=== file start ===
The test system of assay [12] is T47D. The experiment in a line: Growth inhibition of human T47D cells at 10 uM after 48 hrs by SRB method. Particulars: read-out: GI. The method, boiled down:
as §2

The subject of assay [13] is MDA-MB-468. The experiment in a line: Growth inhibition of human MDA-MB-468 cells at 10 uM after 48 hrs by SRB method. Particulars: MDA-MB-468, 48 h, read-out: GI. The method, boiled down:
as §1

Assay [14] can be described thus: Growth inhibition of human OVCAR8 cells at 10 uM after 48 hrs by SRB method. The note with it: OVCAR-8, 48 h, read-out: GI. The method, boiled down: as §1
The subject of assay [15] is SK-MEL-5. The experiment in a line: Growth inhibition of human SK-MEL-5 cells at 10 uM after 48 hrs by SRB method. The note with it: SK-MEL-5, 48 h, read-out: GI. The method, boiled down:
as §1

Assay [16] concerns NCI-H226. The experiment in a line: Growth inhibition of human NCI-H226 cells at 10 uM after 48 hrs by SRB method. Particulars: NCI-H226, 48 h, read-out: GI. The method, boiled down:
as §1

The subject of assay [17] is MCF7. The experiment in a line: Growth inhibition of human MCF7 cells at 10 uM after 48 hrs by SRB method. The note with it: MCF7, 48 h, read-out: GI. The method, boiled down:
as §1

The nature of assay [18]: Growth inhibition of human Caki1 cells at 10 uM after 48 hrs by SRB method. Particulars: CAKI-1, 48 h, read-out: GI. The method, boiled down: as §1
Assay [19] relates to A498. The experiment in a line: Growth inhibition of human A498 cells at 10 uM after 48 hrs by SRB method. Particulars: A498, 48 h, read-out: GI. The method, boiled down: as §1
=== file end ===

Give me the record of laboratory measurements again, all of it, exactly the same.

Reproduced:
The test system of assay [12] is T47D. The experiment in a line: Growth inhibition of human T47D cells at 10 uM after 48 hrs by SRB method. Particulars: read-out: GI. The method, boiled down:
as §2

The subject of assay [13] is MDA-MB-468. The experiment in a line: Growth inhibition of human MDA-MB-468 cells at 10 uM after 48 hrs by SRB method. Particulars: MDA-MB-468, 48 h, read-out: GI. The method, boiled down:
as §1

Assay [14] can be described thus: Growth inhibition of human OVCAR8 cells at 10 uM after 48 hrs by SRB method. The note with it: OVCAR-8, 48 h, read-out: GI. The method, boiled down: as §1
The subject of assay [15] is SK-MEL-5. The experiment in a line: Growth inhibition of human SK-MEL-5 cells at 10 uM after 48 hrs by SRB method. The note with it: SK-MEL-5, 48 h, read-out: GI. The method, boiled down:
as §1

Assay [16] concerns NCI-H226. The experiment in a line: Growth inhibition of human NCI-H226 cells at 10 uM after 48 hrs by SRB method. Particulars: NCI-H226, 48 h, read-out: GI. The method, boiled down:
as §1

The subject of assay [17] is MCF7. The experiment in a line: Growth inhibition of human MCF7 cells at 10 uM after 48 hrs by SRB method. The note with it: MCF7, 48 h, read-out: GI. The method, boiled down:
as §1

The nature of assay [18]: Growth inhibition of human Caki1 cells at 10 uM after 48 hrs by SRB method. Particulars: CAKI-1, 48 h, read-out: GI. The method, boiled down: as §1
Assay [19] relates to A498. The experiment in a line: Growth inhibition of human A498 cells at 10 uM after 48 hrs by SRB method. Particulars: A498, 48 h, read-out: GI. The method, boiled down: as §1